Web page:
Asia markets tumble; Japan, South Korea and Hong Kong drop more than 2% as tech stocks fall

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SINGAPORE — Shares in Asia tumbled on Monday, as major markets in the region saw sharp losses of more than 2% amid a tech sell-off.

The Nikkei 225 in Japan dropped 2.8%, and shares of conglomerate SoftBank Group fell more than 4%. The Topix index was lower by 2.17%.

Hong Kong’s Hang Seng index also shed 2.46%. Tencent shares fell 2.67% while Alibaba dropped 4.5%, the Hang Seng Tech index traded 2.67% lower.

South Korea’s Kospi fell 2.75%, led by tech shares like Samsung Electronics which declined 2.19% while Kakao dipped 3.87%.

In Taiwan, the Taiex fell 2.4% and TSMC’s stock slipped 2.45%.

The implication that US inflation has not peaked; and that it seems to playing peek(peak)-a-boo; directly puts the US Fed in a bigger bind, committed to larger magnitude of rate hikes possibly for a longer period.

Lavanya Venkateswaran

Market Economist, Mizuho Bank

The Shanghai Composite in mainland China declined about 0.5%, while the Shenzhen Component was flat.

MSCI’s broadest index of Asia-Pacific shares outside Japan traded close to 2% lower.

The losses in Asia came as U.S. Treasury yields rose in the morning of Asia trading hours. The benchmark 10-year Treasury note yield climbed to 3.195% while the yield on the 2-year Treasury surged to 3.181%.

Markets in Australia are closed on Monday for a holiday.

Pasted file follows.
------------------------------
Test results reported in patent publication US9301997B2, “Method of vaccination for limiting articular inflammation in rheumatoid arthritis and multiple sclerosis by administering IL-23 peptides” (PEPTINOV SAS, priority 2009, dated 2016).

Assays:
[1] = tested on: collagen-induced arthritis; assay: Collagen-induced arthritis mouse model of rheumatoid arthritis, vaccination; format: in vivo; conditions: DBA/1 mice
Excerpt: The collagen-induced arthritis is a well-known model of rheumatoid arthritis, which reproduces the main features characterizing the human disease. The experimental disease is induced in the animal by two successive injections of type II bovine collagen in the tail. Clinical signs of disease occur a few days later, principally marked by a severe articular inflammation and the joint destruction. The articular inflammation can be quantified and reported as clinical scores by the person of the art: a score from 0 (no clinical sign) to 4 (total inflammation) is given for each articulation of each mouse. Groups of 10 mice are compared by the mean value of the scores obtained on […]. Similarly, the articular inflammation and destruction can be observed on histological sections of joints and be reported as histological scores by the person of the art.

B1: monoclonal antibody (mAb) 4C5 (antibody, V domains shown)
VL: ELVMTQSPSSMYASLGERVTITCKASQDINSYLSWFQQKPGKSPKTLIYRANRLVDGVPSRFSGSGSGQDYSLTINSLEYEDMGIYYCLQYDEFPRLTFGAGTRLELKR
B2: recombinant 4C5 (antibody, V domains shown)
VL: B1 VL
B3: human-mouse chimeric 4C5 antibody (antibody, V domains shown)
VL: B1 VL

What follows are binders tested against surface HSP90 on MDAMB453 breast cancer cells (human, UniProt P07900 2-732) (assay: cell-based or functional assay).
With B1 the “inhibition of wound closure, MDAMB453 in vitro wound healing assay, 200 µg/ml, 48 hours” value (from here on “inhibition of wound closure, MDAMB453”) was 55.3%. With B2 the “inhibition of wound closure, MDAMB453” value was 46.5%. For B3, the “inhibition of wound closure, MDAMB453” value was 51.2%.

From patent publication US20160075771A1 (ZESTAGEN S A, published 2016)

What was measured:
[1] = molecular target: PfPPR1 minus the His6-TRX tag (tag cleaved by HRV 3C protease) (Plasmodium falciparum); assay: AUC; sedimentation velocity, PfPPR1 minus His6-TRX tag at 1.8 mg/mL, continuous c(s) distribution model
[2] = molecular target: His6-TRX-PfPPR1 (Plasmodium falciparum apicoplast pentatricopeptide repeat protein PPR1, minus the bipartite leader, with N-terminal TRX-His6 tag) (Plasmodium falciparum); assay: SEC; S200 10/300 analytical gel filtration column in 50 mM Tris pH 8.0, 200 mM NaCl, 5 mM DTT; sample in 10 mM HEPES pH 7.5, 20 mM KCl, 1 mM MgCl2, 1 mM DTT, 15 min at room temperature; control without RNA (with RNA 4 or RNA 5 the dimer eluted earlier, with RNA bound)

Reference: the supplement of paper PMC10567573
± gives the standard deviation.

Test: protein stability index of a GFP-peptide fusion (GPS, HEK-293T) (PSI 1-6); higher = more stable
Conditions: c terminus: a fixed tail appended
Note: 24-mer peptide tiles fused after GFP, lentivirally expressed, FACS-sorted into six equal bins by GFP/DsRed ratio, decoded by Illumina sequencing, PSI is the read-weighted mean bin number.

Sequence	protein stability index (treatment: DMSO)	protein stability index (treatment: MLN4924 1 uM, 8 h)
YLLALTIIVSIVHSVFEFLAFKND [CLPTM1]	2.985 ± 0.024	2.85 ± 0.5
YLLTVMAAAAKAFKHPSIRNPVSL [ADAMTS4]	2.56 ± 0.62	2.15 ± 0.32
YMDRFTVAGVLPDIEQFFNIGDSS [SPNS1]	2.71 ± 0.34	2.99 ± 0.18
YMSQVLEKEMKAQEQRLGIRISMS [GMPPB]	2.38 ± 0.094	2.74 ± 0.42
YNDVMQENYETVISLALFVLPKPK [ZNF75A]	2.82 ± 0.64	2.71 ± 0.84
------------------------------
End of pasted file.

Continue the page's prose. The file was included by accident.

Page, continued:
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Later this week, a slew of Chinese economic data including industrial production and retail sales for May will be out on Wednesday.

The U.S. Fed is also expected to announce its interest rate decision later this week. It comes after Friday’s hotter-than-expected U.S. inflation numbers for May.

“For markets, the implication that US inflation has not peaked; and that it seems to playing peek(peak)-a-boo; directly puts the US Fed in a bigger bind, committed to larger magnitude of rate hikes possibly for a longer period,” Lavanya Venkateswaran, an economist at Mizuho Bank, wrote in a Monday note.

“Importantly, it is also still not clear when it will due to numerous factors, including Ukraine-Russia tensions and China digging its heel into a ‘zero covid’ policy, which will continue to put upside pressure on food and energy prices while keeping supply chains constrained.”

Dollar-yen approaches 135

The Japanese yen traded at 134.81 per dollar, just off the 135 level after weakening from levels below 132 against the greenback last week.

The U.S. dollar index, which tracks the greenback against a basket of its peers, was at 104.501 after recently crossing the 104 level.

The Australian dollar was at $0.7007 after dropping from above $0.72 last week.

Oil prices were lower in the morning of Asia trading hours, with international benchmark Brent crude futures down 1.84% to $119.77 per barrel. U.S. crude futures shed 1.84% to $118.44 per barrel.



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